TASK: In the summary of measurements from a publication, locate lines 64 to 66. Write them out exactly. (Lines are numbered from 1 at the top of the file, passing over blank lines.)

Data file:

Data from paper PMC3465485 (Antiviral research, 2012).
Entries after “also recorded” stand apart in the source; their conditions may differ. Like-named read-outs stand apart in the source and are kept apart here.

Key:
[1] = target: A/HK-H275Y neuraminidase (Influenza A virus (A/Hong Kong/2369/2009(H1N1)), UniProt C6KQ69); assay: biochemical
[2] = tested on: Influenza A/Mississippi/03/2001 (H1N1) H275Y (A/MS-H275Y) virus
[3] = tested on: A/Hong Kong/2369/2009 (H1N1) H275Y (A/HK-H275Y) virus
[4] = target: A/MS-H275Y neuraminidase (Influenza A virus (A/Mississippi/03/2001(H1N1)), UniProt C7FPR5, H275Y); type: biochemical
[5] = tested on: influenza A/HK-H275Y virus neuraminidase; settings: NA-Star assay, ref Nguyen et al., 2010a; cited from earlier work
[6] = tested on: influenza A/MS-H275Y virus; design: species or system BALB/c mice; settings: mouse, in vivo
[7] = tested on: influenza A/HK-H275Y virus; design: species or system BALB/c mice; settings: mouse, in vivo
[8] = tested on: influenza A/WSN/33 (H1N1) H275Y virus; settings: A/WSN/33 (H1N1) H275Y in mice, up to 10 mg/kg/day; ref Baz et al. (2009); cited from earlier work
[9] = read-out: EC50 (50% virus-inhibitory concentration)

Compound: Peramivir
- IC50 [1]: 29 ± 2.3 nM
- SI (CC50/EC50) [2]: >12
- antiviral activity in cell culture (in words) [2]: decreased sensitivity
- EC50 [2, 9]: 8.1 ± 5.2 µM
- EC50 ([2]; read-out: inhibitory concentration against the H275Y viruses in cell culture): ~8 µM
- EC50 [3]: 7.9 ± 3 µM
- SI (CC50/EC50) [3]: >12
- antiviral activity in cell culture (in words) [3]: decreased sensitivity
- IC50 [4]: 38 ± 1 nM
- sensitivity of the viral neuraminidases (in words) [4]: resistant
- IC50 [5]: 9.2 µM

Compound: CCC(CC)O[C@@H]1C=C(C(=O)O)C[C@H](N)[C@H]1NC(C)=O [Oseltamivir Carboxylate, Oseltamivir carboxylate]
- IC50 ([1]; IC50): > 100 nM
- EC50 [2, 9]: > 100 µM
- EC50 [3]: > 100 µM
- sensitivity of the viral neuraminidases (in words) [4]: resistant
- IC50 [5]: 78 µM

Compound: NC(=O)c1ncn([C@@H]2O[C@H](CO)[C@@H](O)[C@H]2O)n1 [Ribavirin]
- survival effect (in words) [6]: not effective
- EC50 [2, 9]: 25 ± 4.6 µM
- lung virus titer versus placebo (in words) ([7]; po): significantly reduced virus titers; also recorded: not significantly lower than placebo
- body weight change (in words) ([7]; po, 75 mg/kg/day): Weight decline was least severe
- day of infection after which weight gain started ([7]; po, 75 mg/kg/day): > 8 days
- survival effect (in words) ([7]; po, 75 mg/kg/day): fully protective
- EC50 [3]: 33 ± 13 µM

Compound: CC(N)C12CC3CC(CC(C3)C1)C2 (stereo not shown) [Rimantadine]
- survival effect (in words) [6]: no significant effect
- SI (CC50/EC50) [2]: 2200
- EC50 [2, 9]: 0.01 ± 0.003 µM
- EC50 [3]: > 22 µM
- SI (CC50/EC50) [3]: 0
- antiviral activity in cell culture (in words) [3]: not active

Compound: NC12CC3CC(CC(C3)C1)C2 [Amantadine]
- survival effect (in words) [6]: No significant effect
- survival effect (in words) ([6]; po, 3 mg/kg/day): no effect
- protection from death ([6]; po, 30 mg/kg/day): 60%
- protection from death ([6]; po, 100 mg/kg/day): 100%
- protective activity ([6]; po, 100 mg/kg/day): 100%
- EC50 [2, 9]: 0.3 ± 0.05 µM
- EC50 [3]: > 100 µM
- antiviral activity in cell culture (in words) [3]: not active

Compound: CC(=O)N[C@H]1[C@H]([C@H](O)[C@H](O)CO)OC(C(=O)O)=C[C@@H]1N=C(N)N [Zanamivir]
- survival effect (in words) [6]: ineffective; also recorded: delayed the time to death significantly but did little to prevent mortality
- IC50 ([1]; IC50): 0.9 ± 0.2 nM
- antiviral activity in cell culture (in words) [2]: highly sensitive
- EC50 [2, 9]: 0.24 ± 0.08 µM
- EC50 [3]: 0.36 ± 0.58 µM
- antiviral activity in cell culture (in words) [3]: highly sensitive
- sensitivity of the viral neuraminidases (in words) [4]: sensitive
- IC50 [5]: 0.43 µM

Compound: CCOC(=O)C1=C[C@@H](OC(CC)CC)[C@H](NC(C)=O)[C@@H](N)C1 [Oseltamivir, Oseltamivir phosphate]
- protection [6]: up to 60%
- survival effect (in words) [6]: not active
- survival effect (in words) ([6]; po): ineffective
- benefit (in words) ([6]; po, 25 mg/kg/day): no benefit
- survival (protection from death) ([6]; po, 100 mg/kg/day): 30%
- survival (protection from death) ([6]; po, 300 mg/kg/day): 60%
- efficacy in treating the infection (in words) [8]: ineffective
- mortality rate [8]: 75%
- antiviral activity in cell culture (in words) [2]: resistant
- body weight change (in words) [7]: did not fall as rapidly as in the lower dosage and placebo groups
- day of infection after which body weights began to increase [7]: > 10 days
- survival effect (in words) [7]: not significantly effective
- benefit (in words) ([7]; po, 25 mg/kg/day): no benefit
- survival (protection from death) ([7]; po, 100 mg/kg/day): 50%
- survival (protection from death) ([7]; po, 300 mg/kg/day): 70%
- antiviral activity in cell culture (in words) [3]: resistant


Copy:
Compound: CCOC(=O)C1=C[C@@H](OC(CC)CC)[C@H](NC(C)=O)[C@@H](N)C1 [Oseltamivir, Oseltamivir phosphate]
- protection [6]: up to 60%
- survival effect (in words) [6]: not active